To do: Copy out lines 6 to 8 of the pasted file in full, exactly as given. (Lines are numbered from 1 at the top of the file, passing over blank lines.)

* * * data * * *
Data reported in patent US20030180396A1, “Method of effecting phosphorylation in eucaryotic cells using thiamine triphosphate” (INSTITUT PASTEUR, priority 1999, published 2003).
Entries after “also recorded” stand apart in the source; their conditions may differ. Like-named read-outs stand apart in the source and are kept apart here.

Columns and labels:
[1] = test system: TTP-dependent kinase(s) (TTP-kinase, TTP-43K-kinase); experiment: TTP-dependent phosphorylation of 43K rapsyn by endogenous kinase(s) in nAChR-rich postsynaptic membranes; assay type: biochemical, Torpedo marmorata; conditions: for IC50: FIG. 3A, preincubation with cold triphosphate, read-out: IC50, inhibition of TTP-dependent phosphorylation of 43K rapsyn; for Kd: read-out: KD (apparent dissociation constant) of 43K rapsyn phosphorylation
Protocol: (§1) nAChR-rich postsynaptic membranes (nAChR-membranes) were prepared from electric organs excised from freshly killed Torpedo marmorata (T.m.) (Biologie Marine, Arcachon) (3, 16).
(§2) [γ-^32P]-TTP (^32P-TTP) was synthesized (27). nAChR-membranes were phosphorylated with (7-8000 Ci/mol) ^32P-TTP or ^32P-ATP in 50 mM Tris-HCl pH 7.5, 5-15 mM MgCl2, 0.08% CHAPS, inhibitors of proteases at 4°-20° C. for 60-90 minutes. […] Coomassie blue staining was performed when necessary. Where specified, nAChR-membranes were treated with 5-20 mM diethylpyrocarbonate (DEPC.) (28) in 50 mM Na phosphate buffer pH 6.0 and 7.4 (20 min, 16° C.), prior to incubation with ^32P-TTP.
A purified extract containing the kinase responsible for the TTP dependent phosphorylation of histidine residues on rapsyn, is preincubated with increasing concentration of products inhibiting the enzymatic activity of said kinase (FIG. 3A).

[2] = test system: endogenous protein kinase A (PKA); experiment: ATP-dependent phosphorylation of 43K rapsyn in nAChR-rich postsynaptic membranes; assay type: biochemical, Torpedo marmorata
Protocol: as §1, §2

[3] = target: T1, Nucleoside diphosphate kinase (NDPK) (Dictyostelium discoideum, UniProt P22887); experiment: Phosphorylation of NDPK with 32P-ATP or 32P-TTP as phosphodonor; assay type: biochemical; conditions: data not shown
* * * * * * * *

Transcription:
(§2) [γ-^32P]-TTP (^32P-TTP) was synthesized (27). nAChR-membranes were phosphorylated with (7-8000 Ci/mol) ^32P-TTP or ^32P-ATP in 50 mM Tris-HCl pH 7.5, 5-15 mM MgCl2, 0.08% CHAPS, inhibitors of proteases at 4°-20° C. for 60-90 minutes. […] Coomassie blue staining was performed when necessary. Where specified, nAChR-membranes were treated with 5-20 mM diethylpyrocarbonate (DEPC.) (28) in 50 mM Na phosphate buffer pH 6.0 and 7.4 (20 min, 16° C.), prior to incubation with ^32P-TTP.
A purified extract containing the kinase responsible for the TTP dependent phosphorylation of histidine residues on rapsyn, is preincubated with increasing concentration of products inhibiting the enzymatic activity of said kinase (FIG. 3A).

[2] = test system: endogenous protein kinase A (PKA); experiment: ATP-dependent phosphorylation of 43K rapsyn in nAChR-rich postsynaptic membranes; assay type: biochemical, Torpedo marmorata